Intel recently launched their Optane SSD 905p family which expands the maximum available capacity of Optane drives to 1.5 TB up from 960 GB. These drives are based on the 3D XPoint memory standard and offer the best available performance in SSDs short of going the RAM-disk route.
Intel expands 3D XPoint-based Optane memory platform with 1.5 TB capacity 905p SSDs
The Optane SSD 905p series features top-notch performance specs that can only really be found in 3D XPoint based memory (unless you are using RAM as storage). Featuring read and writes up to 2.7 GBps and 2.2GBps (at 1000 MBs per GB) respectively. The IOPs performance is nothing to sneeze at either with up to a staggering 575,000 IOPS read and 550,000 IOPs write (4KB Random). While previously the PCIe based cards maxed out at 960 GB, this new lineup can go as high as 1.5 TB. While we do not know pricing yet – these are not going to be cheap considering the 960p one cost almost $1200.
These drives would make ultimate scratch disks for video professionals and people dealing with high-frequency data processing and storage. For the normal user, if all you want is an SSD that doesn’t bottleneck your internet connection have no worries – with this baby you will never hit saturation again (unless you are using a caching server with multiple conventional NVME SSDs in RAID or another Optane of course) considering most ultra high-end internet connections usually max out at 10 Gigabits (which is 1.25 GBps). It goes without saying that the average consumer (aka gamer) will not be able to afford these – or can they?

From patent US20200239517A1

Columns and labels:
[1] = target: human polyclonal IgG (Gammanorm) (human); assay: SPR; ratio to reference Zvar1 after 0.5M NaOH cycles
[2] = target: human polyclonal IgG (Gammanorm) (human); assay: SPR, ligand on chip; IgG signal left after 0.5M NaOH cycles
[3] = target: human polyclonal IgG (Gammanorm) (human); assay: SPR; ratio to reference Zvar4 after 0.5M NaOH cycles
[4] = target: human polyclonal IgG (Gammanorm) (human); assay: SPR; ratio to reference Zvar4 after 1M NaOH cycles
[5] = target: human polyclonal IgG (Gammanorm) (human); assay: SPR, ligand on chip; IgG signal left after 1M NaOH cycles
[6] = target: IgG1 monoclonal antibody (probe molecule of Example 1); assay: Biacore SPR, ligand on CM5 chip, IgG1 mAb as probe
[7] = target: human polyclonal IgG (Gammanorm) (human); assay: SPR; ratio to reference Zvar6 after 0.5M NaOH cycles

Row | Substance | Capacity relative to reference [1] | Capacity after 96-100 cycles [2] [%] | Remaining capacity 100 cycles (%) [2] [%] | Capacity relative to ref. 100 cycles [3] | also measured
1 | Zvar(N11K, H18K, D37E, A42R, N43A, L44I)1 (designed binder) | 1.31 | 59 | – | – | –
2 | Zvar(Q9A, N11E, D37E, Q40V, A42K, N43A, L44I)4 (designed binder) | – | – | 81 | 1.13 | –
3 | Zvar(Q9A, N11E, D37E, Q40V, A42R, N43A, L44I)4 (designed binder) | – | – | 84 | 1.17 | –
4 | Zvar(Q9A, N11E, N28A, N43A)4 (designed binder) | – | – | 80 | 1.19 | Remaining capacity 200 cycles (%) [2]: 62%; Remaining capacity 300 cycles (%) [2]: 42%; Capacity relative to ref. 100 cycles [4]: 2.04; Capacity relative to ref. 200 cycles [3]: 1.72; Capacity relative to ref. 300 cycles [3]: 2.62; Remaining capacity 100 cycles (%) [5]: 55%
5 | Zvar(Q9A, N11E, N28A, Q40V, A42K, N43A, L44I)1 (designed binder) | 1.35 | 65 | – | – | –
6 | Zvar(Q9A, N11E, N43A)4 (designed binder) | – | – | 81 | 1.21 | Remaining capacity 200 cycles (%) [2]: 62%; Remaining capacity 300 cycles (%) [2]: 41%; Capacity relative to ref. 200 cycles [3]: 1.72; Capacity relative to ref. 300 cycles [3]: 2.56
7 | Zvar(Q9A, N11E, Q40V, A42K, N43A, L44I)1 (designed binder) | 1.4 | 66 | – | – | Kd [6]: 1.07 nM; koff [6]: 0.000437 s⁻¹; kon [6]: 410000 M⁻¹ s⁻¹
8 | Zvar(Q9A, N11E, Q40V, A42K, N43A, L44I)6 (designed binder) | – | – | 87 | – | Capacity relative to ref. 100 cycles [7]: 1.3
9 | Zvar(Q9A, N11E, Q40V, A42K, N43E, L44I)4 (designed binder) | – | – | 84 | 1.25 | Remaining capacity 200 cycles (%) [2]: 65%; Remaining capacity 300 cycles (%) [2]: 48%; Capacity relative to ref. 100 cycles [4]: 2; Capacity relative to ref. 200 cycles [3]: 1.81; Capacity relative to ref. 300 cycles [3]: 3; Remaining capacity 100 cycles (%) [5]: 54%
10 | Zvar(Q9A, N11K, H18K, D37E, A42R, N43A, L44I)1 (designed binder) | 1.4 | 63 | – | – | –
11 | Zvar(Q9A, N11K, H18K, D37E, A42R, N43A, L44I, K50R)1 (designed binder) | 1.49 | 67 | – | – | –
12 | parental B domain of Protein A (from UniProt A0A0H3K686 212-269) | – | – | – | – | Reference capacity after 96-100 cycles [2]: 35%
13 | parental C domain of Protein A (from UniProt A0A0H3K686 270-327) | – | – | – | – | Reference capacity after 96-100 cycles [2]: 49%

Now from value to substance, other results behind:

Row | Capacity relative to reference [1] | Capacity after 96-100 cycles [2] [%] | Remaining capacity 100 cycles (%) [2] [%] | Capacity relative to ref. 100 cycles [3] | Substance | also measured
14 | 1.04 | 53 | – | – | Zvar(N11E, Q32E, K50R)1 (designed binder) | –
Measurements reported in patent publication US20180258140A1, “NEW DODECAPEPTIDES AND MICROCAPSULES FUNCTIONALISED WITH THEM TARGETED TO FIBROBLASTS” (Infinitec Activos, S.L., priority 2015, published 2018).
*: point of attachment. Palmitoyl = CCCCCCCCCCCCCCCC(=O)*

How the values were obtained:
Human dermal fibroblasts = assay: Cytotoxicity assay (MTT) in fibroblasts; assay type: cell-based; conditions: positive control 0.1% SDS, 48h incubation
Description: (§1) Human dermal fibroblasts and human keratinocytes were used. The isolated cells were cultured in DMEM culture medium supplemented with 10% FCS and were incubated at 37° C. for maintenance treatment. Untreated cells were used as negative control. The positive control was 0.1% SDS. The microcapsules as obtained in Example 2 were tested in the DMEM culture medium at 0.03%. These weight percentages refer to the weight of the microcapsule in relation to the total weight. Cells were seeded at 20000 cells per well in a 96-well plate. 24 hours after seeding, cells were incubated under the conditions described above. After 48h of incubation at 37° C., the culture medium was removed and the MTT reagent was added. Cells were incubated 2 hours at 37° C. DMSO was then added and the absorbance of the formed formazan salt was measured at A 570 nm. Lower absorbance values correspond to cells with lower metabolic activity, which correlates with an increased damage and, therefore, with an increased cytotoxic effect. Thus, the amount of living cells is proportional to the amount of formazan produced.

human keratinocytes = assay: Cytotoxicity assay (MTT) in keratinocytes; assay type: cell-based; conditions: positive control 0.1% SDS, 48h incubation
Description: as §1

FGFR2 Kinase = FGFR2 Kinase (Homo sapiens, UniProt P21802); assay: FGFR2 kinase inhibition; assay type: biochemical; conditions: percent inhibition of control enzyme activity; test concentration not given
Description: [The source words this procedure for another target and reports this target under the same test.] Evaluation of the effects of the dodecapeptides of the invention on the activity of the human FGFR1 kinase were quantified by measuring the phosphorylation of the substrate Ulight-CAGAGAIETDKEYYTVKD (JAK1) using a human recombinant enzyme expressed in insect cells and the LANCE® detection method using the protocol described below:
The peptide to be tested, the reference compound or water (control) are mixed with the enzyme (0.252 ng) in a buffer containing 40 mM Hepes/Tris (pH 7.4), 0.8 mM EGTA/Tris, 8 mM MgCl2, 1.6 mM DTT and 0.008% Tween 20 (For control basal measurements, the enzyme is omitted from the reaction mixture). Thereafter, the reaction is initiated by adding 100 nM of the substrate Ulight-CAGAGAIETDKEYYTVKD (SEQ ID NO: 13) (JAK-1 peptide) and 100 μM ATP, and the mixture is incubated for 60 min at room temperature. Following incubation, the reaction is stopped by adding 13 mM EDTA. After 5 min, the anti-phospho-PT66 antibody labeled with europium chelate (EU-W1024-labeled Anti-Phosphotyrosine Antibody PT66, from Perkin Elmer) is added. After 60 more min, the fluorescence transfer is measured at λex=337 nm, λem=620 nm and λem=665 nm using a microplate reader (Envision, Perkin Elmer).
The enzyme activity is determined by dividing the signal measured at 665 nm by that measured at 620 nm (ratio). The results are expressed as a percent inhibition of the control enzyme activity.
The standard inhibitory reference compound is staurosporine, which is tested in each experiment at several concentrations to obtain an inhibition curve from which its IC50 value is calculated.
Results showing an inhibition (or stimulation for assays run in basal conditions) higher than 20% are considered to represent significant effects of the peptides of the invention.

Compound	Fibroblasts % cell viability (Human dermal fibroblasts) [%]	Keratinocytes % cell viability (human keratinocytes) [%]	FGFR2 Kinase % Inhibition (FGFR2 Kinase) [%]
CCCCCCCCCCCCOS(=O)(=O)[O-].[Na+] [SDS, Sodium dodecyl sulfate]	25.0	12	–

The Optane SSD 905p family comes in two form factors. A U.2 form factor (which should be cheaper by the way) as well as the standard AIC (Add in Card) form factor. Interestingly, all 3 memory configurations (480, 960 and 1.5 TB) are supported by the U.2 form factor this time. Depending on how the company prices these U.2 form factors, the lower configuration could fall well within ambitious high end builds that gamers sometimes do. Want blazing fast boot times for your games? This would give you the ultimate edge.
It goes without saying that diminishing returns kick in once you move from a good M.2 NVME drive like the Samsung ones to an expensive Intel Optane like these but for those who actually have a use case for these (like a scratch disk for RAW footage) the upgrade should feel great. – Wcc FTech